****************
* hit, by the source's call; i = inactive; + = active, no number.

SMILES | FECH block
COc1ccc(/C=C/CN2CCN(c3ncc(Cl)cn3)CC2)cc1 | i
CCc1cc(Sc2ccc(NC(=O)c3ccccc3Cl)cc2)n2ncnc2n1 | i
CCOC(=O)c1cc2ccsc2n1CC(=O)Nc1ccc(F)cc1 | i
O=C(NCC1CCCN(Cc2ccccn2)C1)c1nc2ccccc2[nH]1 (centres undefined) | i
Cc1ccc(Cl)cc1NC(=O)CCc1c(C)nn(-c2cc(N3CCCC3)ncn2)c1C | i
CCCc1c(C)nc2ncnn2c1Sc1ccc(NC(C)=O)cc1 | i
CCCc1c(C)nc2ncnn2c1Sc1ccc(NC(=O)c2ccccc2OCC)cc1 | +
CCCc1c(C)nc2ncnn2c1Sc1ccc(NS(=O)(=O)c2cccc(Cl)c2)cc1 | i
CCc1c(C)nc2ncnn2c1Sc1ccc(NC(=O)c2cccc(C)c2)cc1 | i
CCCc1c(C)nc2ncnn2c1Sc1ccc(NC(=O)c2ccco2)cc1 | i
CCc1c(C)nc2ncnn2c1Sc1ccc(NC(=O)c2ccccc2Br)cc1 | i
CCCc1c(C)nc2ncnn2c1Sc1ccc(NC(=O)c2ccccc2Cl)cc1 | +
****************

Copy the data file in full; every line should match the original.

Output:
* hit, by the source's call; i = inactive; + = active, no number.

SMILES | FECH block
COc1ccc(/C=C/CN2CCN(c3ncc(Cl)cn3)CC2)cc1 | i
CCc1cc(Sc2ccc(NC(=O)c3ccccc3Cl)cc2)n2ncnc2n1 | i
CCOC(=O)c1cc2ccsc2n1CC(=O)Nc1ccc(F)cc1 | i
O=C(NCC1CCCN(Cc2ccccn2)C1)c1nc2ccccc2[nH]1 (centres undefined) | i
Cc1ccc(Cl)cc1NC(=O)CCc1c(C)nn(-c2cc(N3CCCC3)ncn2)c1C | i
CCCc1c(C)nc2ncnn2c1Sc1ccc(NC(C)=O)cc1 | i
CCCc1c(C)nc2ncnn2c1Sc1ccc(NC(=O)c2ccccc2OCC)cc1 | +
CCCc1c(C)nc2ncnn2c1Sc1ccc(NS(=O)(=O)c2cccc(Cl)c2)cc1 | i
CCc1c(C)nc2ncnn2c1Sc1ccc(NC(=O)c2cccc(C)c2)cc1 | i
CCCc1c(C)nc2ncnn2c1Sc1ccc(NC(=O)c2ccco2)cc1 | i
CCc1c(C)nc2ncnn2c1Sc1ccc(NC(=O)c2ccccc2Br)cc1 | i
CCCc1c(C)nc2ncnn2c1Sc1ccc(NC(=O)c2ccccc2Cl)cc1 | +